Preferential flow is the uneven movement of water and solutes through a relatively small portion of the soil volume at relatively high flow rates allowing these substances to reach greater depth in shorter time than would be possible in a uniform flow situation. Multiple factors can trigger preferential flow, and its effects on solute transport can be dramatic. Consider for example the preferential flow paths observed in a well-structured soil from New York (Fig. 9‑3). The blue dye applied with the infiltrating water moved relatively uniformly through the topsoil, but upon reaching the subsoil, the dye was channeled almost exclusively through macropore flow paths. Macropores are ubiquitous and can be formed by burrowing animals such as earthworms or gophers, by the growth and decay of plant roots, and by soil shrinkage cracks. Macropore flow is one of the most common types of preferential flow, but is certainly not the only type.
In addition to macropores, other causes of preferential flow include hydrophobic soil and certain types of soil layering. A soil is considered hydrophobic when its contact angle (recall Fig. 3‑10) with water is >90°. Hydrophobic conditions can arise in surface or subsurface layers where the organic matter content is high or where the soil minerals have extensive organic coatings. Soil hydrophobicity is often observed in places where the soil surface receives substantial inputs of plant residues, such as on the forest floor or even on the greens of golf courses. Water and solutes do not readily enter a hydrophobic layer, rather they tend to accumulate above the hydrophobic layer until reaching a critical point. At that point the hydrophobicity is overcome in one or more distinct locations, and the water and solutes flow preferentially through this small, newly-wetted portion of the layer.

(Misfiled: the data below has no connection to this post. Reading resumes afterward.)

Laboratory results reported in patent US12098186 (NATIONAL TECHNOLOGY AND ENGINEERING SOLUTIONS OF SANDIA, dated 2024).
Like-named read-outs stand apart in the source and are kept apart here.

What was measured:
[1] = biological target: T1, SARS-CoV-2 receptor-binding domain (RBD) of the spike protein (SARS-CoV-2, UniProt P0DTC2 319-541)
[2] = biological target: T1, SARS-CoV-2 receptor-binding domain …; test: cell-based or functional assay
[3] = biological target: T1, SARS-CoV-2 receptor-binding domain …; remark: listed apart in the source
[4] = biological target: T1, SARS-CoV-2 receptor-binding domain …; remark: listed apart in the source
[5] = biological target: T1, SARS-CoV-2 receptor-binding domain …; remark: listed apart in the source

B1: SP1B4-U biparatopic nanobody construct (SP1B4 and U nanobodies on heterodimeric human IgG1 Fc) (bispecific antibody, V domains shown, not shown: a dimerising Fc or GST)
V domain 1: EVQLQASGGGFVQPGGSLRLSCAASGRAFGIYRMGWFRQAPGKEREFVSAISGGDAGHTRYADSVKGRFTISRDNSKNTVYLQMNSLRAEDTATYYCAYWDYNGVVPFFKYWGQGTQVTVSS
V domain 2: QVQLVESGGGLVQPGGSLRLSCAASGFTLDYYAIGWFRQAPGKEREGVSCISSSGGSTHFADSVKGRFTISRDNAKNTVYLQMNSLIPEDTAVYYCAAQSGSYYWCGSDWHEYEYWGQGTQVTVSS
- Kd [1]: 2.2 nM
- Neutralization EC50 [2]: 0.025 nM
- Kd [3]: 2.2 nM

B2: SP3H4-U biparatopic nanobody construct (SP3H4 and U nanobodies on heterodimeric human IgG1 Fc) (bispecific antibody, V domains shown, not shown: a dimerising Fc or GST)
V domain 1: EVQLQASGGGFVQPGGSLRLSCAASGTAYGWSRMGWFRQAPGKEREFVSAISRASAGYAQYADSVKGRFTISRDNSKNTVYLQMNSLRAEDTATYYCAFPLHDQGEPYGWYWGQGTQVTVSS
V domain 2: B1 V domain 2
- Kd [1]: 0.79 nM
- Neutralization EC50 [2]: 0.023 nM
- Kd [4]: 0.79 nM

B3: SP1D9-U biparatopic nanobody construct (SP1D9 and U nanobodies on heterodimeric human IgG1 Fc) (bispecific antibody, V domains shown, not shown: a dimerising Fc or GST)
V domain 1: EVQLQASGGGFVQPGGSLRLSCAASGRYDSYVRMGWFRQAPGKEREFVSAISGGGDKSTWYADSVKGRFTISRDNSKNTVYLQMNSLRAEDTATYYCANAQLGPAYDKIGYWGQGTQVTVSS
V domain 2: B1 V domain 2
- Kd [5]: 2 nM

Figure 9-4 shows a clear example of preferential flow caused by hydrophobic soil. In this photograph of a sand dune with grass cover in the Netherlands, the wetting pattern after natural rainfall is highlighted by red dye . The hydrophobic surface layer resulted in downward flow through small portions of the soil leaving much of the soil dry and increasing the total penetration depth of the wetting event. The prediction of solute transport in situations like this is further complicated by the fact that hydrophobicity can be transient. Some soils are strongly hydrophobic when dry but transition to a hydrophilic state when wetted.
Soil layering can also contribute to preferential flow, especially when a finer-textured layer has a sharp interface with a substantially coarser-textured layer. If the interface between the layers is sloping, rather than horizontal, the flow may be “funneled” in the downslope direction (Fig. 9‑5). The water does not readily pass through the coarser-textured layer because the smaller pores in the overlying finer-textured layer hold water at a more negative pressure potential than the larger pores in the coarser layer. If the interface between the layers is horizontal, then “finger” flow may develop in which water and solutes penetrate the coarser-layer only in fingers which occupy a small portion of the total volume. In either case, solutes can be transported to greater depths than they would otherwise, and reliably sampling of soil or groundwater to detect pollution becomes more difficult because of the extreme heterogeneity in the flow paths.